For me, it started off in single outboard catamarans doing north of 90mph (78 knots-plus), but quickly transformed into a 1980s Magnum 1500 powered by a 1986 90hp Johnson – a move from an open horsepower class to the lowest available competitive race class in the country (we’re talking long course racing here), writes Ryan Archer. Pictures by Rach O’Grady and Chris Sexton.

There are plenty of old ski setups available on the secondhand market for less than $10k, and all would be competitive in their respective classes with a bit of tuning and refinement. A 1500 Magnum with a 90hp is a hard boat to beat in the 90hp Limited Class.

Moving up to 150-200hp, the options grow wider, with Bullets, Sonics, Magnums and Cyclones all proving competitive in the right conditions – and many of these hulls are now north of 30 years old! There’s limited choice available locally for those who want to look at new boats: Nic De Mey Yachts is building Phantoms, with six now either built or contracted to be built, and Fairview Fibreglass has a new Stealth on its way. Beyond that, you need to head offshore to Australia, America or Europe to find new-build ski/race options, of which there are many examples already in New Zealand.

Every racer-to-be has to make the first step of identifying how fast they want to go and in what conditions. They should then set up their existing boat or purchase a boat to suit. Doing 70mph (60 knots) down rivers and on inshore lakes is quite achievable with a well set up 1750 Bullet running a 150hp, but head offshore and you’ll need to not only step up in hull length, but also in horsepower to reliably deliver the same sort of speeds. If you look closely at what’s been successful over the years, your starting point would be a 200hp outboard on a 19ft hull.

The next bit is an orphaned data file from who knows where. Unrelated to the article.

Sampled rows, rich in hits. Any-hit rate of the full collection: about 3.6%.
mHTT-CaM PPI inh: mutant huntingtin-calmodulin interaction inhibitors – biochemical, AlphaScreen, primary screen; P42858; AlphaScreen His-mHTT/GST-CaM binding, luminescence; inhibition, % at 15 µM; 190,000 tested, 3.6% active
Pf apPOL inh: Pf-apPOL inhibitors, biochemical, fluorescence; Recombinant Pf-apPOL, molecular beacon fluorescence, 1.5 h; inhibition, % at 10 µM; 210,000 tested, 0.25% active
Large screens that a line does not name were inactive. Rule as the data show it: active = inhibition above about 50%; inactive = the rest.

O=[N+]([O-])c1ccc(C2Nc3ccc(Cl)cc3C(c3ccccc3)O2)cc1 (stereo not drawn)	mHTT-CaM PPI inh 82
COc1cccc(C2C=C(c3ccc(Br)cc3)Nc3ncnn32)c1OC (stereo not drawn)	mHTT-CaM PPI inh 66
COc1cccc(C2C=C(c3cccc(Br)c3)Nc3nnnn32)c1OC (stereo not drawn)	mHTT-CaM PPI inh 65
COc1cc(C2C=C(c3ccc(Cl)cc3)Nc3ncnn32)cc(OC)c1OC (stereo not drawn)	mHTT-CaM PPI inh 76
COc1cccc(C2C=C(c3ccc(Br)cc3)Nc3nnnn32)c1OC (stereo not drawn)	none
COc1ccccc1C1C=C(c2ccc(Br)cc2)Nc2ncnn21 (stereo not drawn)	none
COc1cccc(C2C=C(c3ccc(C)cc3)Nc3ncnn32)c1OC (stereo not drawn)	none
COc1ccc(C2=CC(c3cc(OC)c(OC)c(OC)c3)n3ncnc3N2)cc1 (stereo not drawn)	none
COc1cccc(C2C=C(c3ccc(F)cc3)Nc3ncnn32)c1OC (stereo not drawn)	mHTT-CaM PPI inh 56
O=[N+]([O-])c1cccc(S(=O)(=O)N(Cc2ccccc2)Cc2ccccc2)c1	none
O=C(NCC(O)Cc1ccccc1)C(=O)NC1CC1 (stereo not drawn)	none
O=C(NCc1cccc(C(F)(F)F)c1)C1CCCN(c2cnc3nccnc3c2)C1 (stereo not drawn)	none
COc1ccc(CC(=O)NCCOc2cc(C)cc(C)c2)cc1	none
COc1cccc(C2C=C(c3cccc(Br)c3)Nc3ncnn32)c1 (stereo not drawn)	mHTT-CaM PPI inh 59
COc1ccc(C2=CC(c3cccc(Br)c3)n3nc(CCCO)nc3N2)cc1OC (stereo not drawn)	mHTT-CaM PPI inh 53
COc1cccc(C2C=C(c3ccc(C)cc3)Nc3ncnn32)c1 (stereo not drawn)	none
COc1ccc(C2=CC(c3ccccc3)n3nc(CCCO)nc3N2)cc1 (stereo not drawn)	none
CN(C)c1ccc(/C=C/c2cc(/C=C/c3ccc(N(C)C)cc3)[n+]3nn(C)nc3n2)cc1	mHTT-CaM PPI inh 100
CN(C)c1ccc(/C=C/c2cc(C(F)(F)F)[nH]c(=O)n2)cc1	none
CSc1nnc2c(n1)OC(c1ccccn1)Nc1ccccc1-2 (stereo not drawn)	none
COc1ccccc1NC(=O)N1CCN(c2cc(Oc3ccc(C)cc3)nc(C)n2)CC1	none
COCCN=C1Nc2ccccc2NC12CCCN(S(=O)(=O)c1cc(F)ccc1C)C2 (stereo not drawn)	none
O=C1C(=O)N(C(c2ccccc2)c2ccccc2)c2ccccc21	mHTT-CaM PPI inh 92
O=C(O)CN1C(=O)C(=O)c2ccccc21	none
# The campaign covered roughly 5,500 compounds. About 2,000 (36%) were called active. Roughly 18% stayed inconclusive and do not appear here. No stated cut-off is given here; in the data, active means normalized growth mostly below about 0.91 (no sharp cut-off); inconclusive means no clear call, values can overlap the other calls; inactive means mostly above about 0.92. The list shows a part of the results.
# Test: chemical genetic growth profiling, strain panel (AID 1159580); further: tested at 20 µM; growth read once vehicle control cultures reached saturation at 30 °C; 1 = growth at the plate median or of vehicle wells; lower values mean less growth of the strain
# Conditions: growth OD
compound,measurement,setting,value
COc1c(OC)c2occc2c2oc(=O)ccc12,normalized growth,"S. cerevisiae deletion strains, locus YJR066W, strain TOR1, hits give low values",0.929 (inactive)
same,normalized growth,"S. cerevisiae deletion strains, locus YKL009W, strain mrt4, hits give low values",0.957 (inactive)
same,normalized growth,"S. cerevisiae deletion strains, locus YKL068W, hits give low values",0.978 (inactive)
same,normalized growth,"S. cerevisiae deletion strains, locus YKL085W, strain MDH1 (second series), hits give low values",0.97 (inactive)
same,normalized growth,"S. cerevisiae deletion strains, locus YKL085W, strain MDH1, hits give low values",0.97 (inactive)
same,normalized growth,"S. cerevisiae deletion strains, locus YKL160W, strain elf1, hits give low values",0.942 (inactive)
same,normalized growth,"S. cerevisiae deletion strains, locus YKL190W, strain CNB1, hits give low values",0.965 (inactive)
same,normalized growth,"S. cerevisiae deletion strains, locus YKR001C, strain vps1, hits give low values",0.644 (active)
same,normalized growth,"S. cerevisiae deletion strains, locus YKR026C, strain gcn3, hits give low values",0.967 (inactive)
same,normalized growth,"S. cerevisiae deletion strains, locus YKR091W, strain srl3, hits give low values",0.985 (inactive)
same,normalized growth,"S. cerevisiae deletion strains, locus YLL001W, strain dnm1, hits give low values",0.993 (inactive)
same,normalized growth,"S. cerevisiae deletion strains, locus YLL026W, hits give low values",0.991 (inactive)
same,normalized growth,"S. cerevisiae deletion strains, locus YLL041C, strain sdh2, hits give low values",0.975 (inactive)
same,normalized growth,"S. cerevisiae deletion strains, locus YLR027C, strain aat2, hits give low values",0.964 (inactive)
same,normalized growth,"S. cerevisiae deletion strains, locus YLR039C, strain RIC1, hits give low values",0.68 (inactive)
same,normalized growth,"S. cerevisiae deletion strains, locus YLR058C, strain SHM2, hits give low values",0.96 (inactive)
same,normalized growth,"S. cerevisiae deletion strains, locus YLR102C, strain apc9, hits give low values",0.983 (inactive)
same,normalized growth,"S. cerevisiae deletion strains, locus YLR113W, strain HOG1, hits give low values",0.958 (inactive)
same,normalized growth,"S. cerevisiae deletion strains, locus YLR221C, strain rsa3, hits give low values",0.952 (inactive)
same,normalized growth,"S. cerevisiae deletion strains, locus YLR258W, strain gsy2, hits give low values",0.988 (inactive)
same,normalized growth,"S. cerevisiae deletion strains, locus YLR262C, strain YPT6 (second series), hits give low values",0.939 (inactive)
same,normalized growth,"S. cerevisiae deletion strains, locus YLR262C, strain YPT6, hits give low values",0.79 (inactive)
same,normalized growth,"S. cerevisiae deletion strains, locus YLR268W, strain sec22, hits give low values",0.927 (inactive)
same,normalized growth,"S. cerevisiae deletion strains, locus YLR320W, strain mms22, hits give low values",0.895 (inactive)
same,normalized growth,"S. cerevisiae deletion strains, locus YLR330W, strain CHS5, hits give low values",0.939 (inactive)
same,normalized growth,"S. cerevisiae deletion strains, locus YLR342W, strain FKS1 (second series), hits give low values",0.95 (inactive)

This segues nicely into how to run hard in the rough. It’s as much about driver skill as it is setup. Seat time yields experience. Experience in how to read water, and how to trim and throttle a boat through chop and swell. Proper boat setup ensures, not only that the boat holds together, but that you can achieve the highest average speed whilst navigating the chop.

Before going racing, taking the hull to a boatbuilder for a once-over is a smart way to ensure the transom and hull survive the punishment that offshore racing will throw at it. The boat may need repairs and/or strengthening.

Head inshore and a well-maintained 1980s ski-boat will be suitable for most of the conditions you’ll encounter, which is part of the reason why the Bullets, Magnums and Cyclones are still campaigned so successfully today.


We’ll save tips and tricks on rigging raceboats/ski-boats for future columns.